Why do we use topical zinc on wounds and perilesional skin?


Zinc in wounds is a subject that has never lost its relevance.

Zinc is a trace element, i.e. a metal found in the body in very small amounts, but it is essential for the activity of different enzymes and transcription factors (proteins with structural domains called “zinc fingers“). Following iron, it is the most abundant trace element in the human body. The concentration of intracellular zinc is regulated by different cellular transporters.

Zinc deficiency, due to either hereditary or dietary causes, has been associated with skin alterations and delayed healing. Although dermatological disorders secondary to low levels of zinc in the body are normally resolved with oral supplements, this route of administration has not shown clear benefits in patients with wounds without this deficit. On the contrary, topical application of zinc has gained a good positioning between the alternatives of local treatment of wounds and perilesional skin.1,2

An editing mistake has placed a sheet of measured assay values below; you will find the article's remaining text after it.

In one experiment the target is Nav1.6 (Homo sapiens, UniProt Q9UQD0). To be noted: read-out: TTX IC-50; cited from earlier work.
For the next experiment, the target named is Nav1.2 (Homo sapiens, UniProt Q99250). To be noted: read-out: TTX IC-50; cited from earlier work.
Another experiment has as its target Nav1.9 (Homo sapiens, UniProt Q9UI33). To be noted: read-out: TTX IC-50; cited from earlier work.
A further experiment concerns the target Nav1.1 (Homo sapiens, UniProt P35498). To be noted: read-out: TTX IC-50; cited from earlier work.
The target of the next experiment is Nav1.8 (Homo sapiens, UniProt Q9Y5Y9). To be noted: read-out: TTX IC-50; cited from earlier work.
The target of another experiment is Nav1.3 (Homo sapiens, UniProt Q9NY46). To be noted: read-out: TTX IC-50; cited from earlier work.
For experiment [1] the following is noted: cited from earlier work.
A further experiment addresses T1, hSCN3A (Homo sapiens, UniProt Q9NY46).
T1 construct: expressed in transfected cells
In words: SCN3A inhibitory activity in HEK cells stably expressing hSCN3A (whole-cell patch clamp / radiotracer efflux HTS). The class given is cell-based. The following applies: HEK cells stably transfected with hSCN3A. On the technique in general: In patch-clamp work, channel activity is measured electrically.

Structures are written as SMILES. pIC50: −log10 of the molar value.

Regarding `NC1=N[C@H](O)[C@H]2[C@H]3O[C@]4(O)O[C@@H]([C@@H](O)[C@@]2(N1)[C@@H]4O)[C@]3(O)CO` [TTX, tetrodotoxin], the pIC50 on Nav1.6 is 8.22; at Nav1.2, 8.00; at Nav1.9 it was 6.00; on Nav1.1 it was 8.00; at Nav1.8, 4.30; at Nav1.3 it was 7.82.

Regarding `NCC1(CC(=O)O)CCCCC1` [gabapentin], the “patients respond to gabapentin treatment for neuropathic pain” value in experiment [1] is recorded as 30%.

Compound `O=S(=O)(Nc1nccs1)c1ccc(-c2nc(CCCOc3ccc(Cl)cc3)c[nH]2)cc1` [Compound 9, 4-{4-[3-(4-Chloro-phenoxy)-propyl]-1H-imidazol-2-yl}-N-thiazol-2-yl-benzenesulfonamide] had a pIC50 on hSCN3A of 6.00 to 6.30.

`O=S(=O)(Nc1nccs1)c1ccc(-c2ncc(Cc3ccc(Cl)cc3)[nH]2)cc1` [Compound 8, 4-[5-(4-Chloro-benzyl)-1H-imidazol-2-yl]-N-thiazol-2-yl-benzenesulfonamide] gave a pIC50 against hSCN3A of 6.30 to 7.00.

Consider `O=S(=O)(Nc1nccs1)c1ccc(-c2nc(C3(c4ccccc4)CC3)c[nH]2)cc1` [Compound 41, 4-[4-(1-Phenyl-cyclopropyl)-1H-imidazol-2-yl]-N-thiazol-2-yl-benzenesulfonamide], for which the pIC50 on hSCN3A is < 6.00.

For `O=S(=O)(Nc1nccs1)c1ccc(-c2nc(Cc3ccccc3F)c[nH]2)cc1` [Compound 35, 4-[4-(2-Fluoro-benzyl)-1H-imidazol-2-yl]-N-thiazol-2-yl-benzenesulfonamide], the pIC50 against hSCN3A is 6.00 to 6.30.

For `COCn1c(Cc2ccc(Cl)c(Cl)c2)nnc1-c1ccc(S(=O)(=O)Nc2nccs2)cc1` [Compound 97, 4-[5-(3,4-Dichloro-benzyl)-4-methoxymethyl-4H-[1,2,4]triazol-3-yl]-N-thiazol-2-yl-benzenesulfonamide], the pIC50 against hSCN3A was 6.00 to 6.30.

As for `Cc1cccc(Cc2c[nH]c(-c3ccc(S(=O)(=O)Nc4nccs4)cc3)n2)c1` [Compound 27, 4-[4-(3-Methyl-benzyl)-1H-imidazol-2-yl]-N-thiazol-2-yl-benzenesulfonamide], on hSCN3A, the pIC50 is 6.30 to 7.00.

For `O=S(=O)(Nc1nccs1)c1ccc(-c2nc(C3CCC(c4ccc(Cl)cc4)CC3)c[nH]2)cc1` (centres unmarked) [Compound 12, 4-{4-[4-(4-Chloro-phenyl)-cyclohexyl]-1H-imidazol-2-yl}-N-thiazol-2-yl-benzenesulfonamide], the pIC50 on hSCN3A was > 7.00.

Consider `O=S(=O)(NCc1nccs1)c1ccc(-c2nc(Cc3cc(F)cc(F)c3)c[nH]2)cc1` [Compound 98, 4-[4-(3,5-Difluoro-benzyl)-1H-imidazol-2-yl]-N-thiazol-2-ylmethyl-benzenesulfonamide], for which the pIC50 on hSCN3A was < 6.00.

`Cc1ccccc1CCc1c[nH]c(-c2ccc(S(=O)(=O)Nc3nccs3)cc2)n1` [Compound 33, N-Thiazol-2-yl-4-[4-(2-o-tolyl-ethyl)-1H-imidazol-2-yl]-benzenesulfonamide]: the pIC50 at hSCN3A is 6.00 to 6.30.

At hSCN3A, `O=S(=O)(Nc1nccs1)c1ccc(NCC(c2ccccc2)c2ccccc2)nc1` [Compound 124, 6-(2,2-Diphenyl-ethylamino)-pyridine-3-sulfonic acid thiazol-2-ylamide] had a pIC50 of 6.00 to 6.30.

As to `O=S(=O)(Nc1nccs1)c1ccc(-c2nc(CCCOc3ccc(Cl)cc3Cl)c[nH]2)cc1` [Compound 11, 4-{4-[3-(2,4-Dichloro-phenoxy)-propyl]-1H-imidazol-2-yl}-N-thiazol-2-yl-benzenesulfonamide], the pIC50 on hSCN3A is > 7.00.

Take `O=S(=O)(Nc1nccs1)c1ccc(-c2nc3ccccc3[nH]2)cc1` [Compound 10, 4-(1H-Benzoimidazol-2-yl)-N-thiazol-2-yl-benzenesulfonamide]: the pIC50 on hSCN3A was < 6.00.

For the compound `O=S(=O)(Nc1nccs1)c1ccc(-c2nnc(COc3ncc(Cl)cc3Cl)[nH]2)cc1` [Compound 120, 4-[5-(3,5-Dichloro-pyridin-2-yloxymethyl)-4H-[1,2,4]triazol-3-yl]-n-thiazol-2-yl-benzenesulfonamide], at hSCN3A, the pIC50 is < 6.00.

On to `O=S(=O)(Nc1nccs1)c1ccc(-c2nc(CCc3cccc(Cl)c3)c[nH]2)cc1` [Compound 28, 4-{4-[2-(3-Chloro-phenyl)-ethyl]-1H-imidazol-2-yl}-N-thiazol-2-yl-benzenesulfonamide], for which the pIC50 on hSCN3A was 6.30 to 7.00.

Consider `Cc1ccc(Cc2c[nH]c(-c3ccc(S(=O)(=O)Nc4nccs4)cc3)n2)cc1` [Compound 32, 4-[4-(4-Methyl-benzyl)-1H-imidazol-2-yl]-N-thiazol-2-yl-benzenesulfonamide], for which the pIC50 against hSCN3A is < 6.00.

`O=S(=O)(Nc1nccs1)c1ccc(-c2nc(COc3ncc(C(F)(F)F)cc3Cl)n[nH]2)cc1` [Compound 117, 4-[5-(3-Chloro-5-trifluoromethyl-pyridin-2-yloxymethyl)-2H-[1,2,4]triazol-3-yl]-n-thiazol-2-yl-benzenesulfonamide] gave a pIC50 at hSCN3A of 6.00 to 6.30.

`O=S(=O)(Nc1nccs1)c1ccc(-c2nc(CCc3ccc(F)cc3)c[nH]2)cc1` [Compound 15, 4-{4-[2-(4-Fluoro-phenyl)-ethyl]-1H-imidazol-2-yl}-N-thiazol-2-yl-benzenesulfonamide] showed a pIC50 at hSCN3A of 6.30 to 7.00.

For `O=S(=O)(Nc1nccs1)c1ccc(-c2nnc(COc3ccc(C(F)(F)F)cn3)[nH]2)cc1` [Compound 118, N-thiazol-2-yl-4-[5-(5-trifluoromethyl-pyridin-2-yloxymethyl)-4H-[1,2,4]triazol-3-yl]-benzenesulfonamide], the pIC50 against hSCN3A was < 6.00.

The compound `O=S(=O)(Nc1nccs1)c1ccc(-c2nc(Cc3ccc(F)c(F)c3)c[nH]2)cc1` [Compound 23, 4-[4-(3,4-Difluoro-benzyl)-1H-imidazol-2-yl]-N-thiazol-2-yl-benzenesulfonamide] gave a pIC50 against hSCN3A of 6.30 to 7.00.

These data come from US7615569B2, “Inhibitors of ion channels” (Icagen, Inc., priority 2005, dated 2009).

Let’s understand why.


What role does zinc play in wound healing?

The role of zinc in wound healing has been studied predominantly in experimental animal studies. In the skin, the highest concentration of zinc is found in the epidermis, especially in the keratinocytes closest to the basement membrane.

In the initial inflammatory phase, zinc levels rise at the edges of the wound and this concentration increases during granulation and epithelialization phase. This is due to increased expression of membrane transporters in keratinocytes, fibroblasts and macrophages. In the final stage of wound healing, these levels are reduced, with the consequent decrease in cell division..2

Although the exact action mechanism of zinc is unknown, different pathways in which it could be involved have been proposed, such as cell replication and migration (important role of zinc in the expression of the involved integrins), protein synthesis and cell repair. In addition, it has also been shown that topical zinc in wounds promotes autolytic debridement. This is due to the collagenase activity of the matrix metalloproteinases of which zinc is a cofactor. This benefit has been observed in pressure ulcers, diabetic foot and burns.1